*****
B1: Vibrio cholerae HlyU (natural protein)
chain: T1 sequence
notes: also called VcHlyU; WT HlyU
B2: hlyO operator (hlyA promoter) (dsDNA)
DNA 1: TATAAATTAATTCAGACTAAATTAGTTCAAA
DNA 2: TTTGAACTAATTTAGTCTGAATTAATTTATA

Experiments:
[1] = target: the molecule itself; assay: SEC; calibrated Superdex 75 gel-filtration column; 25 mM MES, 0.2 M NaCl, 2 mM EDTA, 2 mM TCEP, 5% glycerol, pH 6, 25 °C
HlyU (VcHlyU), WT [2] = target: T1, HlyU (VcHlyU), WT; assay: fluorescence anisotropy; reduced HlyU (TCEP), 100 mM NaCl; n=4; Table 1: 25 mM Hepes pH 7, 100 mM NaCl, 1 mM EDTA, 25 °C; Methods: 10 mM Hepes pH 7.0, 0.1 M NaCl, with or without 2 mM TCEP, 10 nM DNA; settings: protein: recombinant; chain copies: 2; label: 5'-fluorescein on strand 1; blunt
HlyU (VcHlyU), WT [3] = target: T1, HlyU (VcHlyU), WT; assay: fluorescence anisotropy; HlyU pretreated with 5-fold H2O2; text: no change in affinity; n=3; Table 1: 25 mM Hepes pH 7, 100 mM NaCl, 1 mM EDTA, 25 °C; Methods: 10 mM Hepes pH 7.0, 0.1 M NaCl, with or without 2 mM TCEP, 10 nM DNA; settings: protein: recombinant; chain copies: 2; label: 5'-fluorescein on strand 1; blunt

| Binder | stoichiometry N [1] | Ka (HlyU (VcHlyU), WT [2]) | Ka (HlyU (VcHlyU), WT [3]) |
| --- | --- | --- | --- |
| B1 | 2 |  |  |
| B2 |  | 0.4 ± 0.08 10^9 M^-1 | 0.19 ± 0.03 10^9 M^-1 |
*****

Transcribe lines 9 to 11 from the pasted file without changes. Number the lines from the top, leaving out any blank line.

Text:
HlyU (VcHlyU), WT [2] = target: T1, HlyU (VcHlyU), WT; assay: fluorescence anisotropy; reduced HlyU (TCEP), 100 mM NaCl; n=4; Table 1: 25 mM Hepes pH 7, 100 mM NaCl, 1 mM EDTA, 25 °C; Methods: 10 mM Hepes pH 7.0, 0.1 M NaCl, with or without 2 mM TCEP, 10 nM DNA; settings: protein: recombinant; chain copies: 2; label: 5'-fluorescein on strand 1; blunt
HlyU (VcHlyU), WT [3] = target: T1, HlyU (VcHlyU), WT; assay: fluorescence anisotropy; HlyU pretreated with 5-fold H2O2; text: no change in affinity; n=3; Table 1: 25 mM Hepes pH 7, 100 mM NaCl, 1 mM EDTA, 25 °C; Methods: 10 mM Hepes pH 7.0, 0.1 M NaCl, with or without 2 mM TCEP, 10 nM DNA; settings: protein: recombinant; chain copies: 2; label: 5'-fluorescein on strand 1; blunt

| Binder | stoichiometry N [1] | Ka (HlyU (VcHlyU), WT [2]) | Ka (HlyU (VcHlyU), WT [3]) |